“My elementary school was segregated, so segregation was a very real experience for me,” he told an interviewer when he was named among the Lawdragon 500 Leading Lawyers in America last year. “My paternal ancestors were from South Carolina. They had opposed secession in the Civil War period, had opposed slavery, and had tried to defend the rights of African Americans.”
His grandfather, an attorney in South Carolina, had defended African Americans.
“He was assaulted and crosses were burned in the yard and a number of other acts of violence were taken against him,” Tolbert says. In what he described as “a very Southern, almost Faulknerian type of story,” the grandfather “ended up committing suicide, I think, because of all the pressure. I feel this real identity with him and what the family tried to do during those times.”
That will to fight for victims was also nurtured in Keith Dalbec’s government class at HHS.
“We did some debates about economic inequality,” Tolbert says. “He used to get us to take positions and argue back and forth, which stimulated a lot of interesting conversation. It really opened my mind to things that I had already felt and wasn’t able to articulate.”

Baptized at First Presbyterian Church, Tolbert received his Christian teaching in the church and in a household that he describes as conservative and religious. Later, his parents would join a group that left First Presbyterian (PC-USA) to form Covenant Presbyterian on Kanuga Road, which affiliated with the more conservative Presbyterian Church in America.
His family background and upbringing and stimulating discussions at HHS drove him “very much on the side of victims, whether it’s oppression or war crimes,” he says. “My whole career has ended up being about that.”
Rob Tolleson, Tolbert’s classmate at HHS, recalls the intensity of the classroom exercises.
“In those classes we did these simulations and Dave and I would take it fairly seriously,” Tolleson says.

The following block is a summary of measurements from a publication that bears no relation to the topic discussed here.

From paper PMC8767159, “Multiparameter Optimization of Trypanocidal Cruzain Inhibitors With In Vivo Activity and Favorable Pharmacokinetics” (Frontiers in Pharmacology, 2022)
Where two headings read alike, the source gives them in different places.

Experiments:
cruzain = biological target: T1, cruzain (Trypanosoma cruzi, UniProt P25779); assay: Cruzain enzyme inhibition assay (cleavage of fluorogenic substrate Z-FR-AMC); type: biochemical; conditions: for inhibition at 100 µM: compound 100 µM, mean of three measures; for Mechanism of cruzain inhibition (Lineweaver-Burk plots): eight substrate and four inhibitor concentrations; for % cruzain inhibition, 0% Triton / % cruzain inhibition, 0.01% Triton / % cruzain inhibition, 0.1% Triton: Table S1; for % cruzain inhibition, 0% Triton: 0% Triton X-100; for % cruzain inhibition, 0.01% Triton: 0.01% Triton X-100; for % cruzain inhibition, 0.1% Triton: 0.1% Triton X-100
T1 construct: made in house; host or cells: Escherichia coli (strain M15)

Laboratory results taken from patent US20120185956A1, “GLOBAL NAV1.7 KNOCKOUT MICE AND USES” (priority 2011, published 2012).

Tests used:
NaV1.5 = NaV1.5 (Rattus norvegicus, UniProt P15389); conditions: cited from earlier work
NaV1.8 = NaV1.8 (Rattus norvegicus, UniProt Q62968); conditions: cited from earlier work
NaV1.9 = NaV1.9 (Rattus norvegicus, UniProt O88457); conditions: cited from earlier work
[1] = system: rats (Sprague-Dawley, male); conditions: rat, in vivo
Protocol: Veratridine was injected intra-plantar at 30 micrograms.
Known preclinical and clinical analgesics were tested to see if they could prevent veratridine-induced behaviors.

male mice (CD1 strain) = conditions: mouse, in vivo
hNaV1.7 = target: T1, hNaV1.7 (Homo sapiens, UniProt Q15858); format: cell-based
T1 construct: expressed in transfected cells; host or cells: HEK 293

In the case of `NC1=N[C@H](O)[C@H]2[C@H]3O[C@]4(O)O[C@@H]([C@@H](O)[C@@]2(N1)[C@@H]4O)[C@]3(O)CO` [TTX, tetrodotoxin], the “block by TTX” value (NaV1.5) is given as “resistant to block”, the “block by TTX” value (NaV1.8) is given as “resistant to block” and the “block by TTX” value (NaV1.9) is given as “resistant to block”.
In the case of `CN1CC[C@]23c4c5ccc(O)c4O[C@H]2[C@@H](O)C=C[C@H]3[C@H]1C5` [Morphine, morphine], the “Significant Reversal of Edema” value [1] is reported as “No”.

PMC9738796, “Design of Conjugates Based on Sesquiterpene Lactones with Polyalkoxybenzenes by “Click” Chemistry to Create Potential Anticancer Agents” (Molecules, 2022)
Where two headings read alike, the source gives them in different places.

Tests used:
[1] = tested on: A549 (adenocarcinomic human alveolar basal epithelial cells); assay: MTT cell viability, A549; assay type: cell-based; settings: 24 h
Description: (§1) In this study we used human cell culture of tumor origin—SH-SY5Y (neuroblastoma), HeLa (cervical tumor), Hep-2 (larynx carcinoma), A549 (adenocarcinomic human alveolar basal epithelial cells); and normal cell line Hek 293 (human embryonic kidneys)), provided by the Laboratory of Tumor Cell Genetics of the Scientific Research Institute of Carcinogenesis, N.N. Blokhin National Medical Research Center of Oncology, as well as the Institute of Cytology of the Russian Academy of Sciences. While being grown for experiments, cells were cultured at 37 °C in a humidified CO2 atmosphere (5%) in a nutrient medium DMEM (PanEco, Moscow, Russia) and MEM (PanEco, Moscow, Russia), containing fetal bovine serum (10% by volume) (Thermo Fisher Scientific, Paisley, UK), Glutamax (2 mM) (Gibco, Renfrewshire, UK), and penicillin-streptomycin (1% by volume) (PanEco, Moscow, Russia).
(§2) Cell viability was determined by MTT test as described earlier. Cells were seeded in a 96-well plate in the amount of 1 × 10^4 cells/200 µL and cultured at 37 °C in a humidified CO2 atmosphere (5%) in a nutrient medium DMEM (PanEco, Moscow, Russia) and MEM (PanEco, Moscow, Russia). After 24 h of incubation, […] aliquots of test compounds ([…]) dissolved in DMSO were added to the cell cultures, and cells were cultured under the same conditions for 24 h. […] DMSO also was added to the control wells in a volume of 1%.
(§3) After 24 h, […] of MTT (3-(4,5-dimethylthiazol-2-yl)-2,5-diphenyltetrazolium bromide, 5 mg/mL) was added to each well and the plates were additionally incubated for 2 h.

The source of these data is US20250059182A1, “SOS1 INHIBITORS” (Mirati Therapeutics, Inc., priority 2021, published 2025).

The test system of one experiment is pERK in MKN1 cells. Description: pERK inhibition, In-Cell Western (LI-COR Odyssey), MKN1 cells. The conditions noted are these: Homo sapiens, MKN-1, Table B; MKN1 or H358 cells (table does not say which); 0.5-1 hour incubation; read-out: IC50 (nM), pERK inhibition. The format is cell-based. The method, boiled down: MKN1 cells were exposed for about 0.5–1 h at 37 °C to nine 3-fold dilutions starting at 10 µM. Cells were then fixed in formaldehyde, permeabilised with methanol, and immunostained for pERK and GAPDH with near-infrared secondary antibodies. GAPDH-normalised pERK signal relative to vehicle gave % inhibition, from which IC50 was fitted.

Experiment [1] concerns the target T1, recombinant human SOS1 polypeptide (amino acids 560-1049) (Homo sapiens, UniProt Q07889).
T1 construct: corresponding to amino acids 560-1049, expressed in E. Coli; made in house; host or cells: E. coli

Dalbec recalled setting up a simulation that had Tolbert’s rich country taking advantage of Tolleson’s poor nation — provoking a lively discussion between two bright seniors with strong political views.
“I don’t doubt it,” Tolleson says of Dalbec’s description. “I can’t imagine that Dave didn’t somehow save the world. It seemed like there was a room set up for it and stuff was laid out on tables and I know were divided up into countries with alliances and resources. It was great fun.”
In that tumultuous time, Tolleson and Tolbert, who was senior class president, were among the politically engaged activists challenging the establishment.
“I think we were trying to get the school to write a letter in support of impeaching Nixon,” Tolleson recalls with a chuckle. “Really giving the principal a headache. We started the human relations council and got into locker privacy issues, once again giving the principal a big headache.”
Dalbec and Tolleson have been surprised that his nomination of Tolbert to the HHS Alumni Association Hall of Fame has been twice passed over, given the ’74 graduate’s achievements in reconciliation, truth-seeking and peace brokering around the globe for three decades.
“It’s laughable” that the Alumni Association would pass over Tolbert, Tolleson says. “The guy’s a personal friend of Kofi Annan. We knew that Dave was a special guy even back then. There’s nobody I’ve been more proud of.”
Dalbec, who went on to serve as HHS principal from 1992 to 1997, thinks Tolbert deserves recognition in his hometown and at his alma mater, which shaped a world view that has improved the world.
“I wouldn’t want to disparage the Hall of Fame committee,” Dalbec says. “He’s one of the most impressive students I’ve had in my career and he seemed to be a solid and thoughtful person when he was a senior in high school. I’m just really excited about what he’s done with his life.”